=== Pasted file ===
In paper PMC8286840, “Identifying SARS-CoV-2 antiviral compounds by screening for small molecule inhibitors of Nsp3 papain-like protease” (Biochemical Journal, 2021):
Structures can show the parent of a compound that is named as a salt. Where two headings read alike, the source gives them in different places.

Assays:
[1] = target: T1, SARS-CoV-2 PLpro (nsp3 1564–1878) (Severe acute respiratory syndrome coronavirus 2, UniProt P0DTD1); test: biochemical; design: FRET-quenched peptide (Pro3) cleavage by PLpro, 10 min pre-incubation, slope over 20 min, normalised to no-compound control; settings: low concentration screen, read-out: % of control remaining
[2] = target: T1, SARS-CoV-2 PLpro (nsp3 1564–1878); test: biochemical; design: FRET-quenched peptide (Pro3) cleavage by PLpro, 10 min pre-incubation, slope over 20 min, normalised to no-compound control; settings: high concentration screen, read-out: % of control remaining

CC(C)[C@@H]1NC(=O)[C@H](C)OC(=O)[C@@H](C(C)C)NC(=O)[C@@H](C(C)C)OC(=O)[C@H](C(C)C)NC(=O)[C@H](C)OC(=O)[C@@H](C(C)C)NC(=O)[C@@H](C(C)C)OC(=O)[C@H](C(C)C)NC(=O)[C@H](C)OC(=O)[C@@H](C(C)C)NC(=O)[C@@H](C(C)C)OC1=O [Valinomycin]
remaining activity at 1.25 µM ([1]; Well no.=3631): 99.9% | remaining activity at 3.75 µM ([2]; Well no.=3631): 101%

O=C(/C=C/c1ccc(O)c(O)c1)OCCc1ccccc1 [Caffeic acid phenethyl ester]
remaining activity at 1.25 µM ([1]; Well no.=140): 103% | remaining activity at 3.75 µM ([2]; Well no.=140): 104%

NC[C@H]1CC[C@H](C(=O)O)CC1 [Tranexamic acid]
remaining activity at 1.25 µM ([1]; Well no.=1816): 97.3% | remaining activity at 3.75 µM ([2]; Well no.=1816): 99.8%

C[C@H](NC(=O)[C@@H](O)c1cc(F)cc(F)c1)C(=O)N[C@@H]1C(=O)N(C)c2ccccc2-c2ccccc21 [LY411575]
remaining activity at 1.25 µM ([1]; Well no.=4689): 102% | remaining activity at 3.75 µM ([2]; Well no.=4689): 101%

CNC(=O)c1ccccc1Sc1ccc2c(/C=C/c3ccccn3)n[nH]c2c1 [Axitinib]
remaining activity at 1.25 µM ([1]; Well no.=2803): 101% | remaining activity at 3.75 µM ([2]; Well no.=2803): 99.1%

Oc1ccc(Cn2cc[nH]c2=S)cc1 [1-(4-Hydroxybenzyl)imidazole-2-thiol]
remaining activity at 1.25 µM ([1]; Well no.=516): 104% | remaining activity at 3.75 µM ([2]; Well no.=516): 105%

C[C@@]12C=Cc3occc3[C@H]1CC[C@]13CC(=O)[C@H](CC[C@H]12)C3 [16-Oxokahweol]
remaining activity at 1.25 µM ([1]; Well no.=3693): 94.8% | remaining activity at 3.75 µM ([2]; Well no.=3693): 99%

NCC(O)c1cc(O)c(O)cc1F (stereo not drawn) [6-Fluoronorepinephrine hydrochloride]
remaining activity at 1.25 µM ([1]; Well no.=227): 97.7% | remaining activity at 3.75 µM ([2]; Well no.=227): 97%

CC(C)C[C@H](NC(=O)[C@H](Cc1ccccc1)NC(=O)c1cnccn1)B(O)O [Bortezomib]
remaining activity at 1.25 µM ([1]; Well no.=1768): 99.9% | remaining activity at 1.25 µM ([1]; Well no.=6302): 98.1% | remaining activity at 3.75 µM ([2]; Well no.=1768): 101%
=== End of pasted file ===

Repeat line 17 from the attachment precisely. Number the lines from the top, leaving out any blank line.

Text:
remaining activity at 1.25 µM ([1]; Well no.=516): 104% | remaining activity at 3.75 µM ([2]; Well no.=516): 105%